A huge part of my life for the last six years has been the writing, selling and editing of my debut novel, Dear Lucy (out this week!).
A huge part of my life for the last nine years has been waiting tables at Edward’s in Tribeca, where I started working when I was 20 years Read More
When painter Philip Pearlstein moved to Manhattan in 1949, he and his college pal Andy Warhol subletted an dingy eighth-floor walk-up on St. Marks Place and Avenue A.
“The bathtub was in the kitchen and it was usually full of roaches, incredible roaches,” Mr. Pearlstein once said of the apartment. Nor did their lot improve when they relocated to a West 23rd Street loft a few months later. Andy Warhol was said to have sent out address-change cards in glitter-filled envelopes announcing, “I’ve moved from one roach-ridden apartment to another.”
What's Old Is New Again
It’s not like Melanie Malkin ever pictured herself living on the Upper East Side, a neighborhood that has, over the past 50 years, all but disappeared from the dreams of the young and the hip.
“I mean, when I first moved up here, I didn’t want to move up here. Never, never, never,” Ms. Malkin said, who grudgingly took a cheap sublet in the neighborhood seven years ago when she was 23 years old and working for MoMA. “Nobody wants to move here. When I tell people I live here, they’re, like, eww.”
But loath as Ms. Malkin was to leave her first apartment on 29th Street, she wasn’t making a lot of money working in the museum world and she found a rent-stabilized one-bedroom on 87th Street between Lexington and Third Avenue that cost $775 a month (it’s now $938 a month). In the early days, she kept telling herself that it was convenient and cheap, but then something unexpected happened.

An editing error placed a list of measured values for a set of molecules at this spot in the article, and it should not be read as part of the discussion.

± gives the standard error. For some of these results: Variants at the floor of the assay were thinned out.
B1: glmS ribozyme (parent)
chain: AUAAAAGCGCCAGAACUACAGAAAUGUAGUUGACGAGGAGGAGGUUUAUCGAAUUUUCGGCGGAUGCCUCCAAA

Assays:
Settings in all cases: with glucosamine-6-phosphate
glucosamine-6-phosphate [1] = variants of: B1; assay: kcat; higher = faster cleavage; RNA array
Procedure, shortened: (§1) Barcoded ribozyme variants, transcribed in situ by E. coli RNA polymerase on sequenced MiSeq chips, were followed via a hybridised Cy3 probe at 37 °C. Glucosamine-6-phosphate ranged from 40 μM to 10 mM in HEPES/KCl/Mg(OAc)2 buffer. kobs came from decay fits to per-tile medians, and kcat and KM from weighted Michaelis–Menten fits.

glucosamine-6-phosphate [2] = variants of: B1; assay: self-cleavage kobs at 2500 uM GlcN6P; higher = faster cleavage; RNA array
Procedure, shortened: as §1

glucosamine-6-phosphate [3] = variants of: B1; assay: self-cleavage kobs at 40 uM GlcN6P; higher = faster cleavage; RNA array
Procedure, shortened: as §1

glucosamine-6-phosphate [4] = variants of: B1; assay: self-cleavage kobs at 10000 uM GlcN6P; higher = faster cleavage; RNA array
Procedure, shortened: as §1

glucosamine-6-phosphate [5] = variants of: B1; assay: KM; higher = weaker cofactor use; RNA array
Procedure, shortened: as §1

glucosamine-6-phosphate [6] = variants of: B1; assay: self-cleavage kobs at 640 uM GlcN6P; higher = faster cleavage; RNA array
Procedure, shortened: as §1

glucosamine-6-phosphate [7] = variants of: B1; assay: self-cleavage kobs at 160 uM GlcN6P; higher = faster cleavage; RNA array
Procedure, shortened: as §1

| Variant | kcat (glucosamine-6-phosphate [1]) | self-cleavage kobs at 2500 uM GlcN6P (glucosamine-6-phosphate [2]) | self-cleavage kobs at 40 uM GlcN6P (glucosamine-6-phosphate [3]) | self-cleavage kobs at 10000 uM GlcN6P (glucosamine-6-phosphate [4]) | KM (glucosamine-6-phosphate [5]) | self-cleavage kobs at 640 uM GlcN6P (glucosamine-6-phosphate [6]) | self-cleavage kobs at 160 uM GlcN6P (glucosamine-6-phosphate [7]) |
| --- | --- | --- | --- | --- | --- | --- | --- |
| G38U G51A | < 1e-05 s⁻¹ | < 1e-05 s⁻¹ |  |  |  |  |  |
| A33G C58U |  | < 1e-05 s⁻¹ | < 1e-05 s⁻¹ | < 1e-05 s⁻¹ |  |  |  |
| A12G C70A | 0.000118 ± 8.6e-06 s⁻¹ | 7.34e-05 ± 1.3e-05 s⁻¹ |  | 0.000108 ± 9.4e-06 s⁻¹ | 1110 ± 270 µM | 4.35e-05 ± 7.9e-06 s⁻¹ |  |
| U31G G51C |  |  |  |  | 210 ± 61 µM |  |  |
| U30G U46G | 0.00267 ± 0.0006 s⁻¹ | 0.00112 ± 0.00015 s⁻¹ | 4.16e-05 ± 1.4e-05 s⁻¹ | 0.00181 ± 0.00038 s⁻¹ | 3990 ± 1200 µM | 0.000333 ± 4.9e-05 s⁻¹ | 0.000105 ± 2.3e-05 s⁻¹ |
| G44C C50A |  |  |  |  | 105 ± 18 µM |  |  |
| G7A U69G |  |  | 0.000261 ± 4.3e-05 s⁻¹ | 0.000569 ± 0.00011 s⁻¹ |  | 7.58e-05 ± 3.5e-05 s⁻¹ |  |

She started to love the Upper East Side.
The Daily Transom
Talk about a bad trip! In Le Freak: An Upside Down Story of Family, Disco, and Destiny, the new memoir from Nile Rodgers out this October, there’s a acid-addled anecdote involving a certain downtown art superstar, a story that’s perhaps never seen the light of day. It involves a party in Little Italy gone Read More
Big Monday news in books and television:
The Man Booker Prize longlist of nominees, deciphered.
The common language of literature, charted.
Children’s books illustrated by Andy Warhol.
Terry Gilliam is adapting Paul Auster’s Mr. Vertigo.
A mega-preview of Downton Abbey‘s second season.
Last fall, Vanity Fair writer Bob Colacello decided to sell a portrait that Andy Warhol made of him in 1980, when Mr. Colacello was working for Interview, and decided to take along a Vanity Fair camera crew to document the experience. The video was just released and, boy, is it good!
The painting was Read More
Los Angeles Times art critic Christopher Knight had a charming and brilliant article in the paper the other day on why Andy Warhol chose to make art out of Campbell’s soup cans.
Mr. Knight argues that the soup inspiration came from Abstract Expressionist painter Willem de Kooning, who was known to call his and Read More
Charles Saatchi is the most influential collector of the past 25 years, and one of the most controversial. Notorious for never appearing at his own openings and for not granting interviews, the British former advertising magnate remains a mysterious figure who wields his influence through his Saatchi Gallery shows and the subsequent sale of the Read More
The Andy Warhol Museum, having just named a new director, released the Andy Warhol D.I.Y. Pop app today, which allows app-happy Warhol fans to create their own works from the comfort of their iPhones. We decided to give it a spin and see how it stacks up against other apps that allow you to create mimicking works of art.
Curator Eric Shiner will serve as the new director of The Andy Warhol Museum in Pittsburgh, the museum announced today. Mr. Shiner has served as acting director since January 2011, after the departure of Thomas Sokolowski, who served as director for 14 out of the 17 years the museum has existed, and distinguished himself Read More